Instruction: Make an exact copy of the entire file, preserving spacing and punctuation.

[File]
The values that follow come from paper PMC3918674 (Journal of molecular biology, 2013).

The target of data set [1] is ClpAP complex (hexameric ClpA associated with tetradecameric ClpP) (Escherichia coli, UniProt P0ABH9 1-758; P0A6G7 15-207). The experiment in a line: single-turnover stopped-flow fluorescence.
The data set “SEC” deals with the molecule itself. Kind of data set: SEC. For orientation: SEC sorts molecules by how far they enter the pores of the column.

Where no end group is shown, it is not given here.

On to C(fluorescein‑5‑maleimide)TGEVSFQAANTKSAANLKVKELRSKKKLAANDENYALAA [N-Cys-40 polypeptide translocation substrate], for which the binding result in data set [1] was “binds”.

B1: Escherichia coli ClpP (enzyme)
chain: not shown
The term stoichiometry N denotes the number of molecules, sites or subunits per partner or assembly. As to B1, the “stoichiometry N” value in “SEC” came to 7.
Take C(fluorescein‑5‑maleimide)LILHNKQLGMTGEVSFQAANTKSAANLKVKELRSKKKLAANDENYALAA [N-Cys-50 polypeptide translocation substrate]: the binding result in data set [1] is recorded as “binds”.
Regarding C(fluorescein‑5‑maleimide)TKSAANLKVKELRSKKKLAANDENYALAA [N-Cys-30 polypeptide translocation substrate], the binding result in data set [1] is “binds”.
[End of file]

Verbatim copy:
The values that follow come from paper PMC3918674 (Journal of molecular biology, 2013).

The target of data set [1] is ClpAP complex (hexameric ClpA associated with tetradecameric ClpP) (Escherichia coli, UniProt P0ABH9 1-758; P0A6G7 15-207). The experiment in a line: single-turnover stopped-flow fluorescence.
The data set “SEC” deals with the molecule itself. Kind of data set: SEC. For orientation: SEC sorts molecules by how far they enter the pores of the column.

Where no end group is shown, it is not given here.

On to C(fluorescein‑5‑maleimide)TGEVSFQAANTKSAANLKVKELRSKKKLAANDENYALAA [N-Cys-40 polypeptide translocation substrate], for which the binding result in data set [1] was “binds”.

B1: Escherichia coli ClpP (enzyme)
chain: not shown
The term stoichiometry N denotes the number of molecules, sites or subunits per partner or assembly. As to B1, the “stoichiometry N” value in “SEC” came to 7.
Take C(fluorescein‑5‑maleimide)LILHNKQLGMTGEVSFQAANTKSAANLKVKELRSKKKLAANDENYALAA [N-Cys-50 polypeptide translocation substrate]: the binding result in data set [1] is recorded as “binds”.
Regarding C(fluorescein‑5‑maleimide)TKSAANLKVKELRSKKKLAANDENYALAA [N-Cys-30 polypeptide translocation substrate], the binding result in data set [1] is “binds”.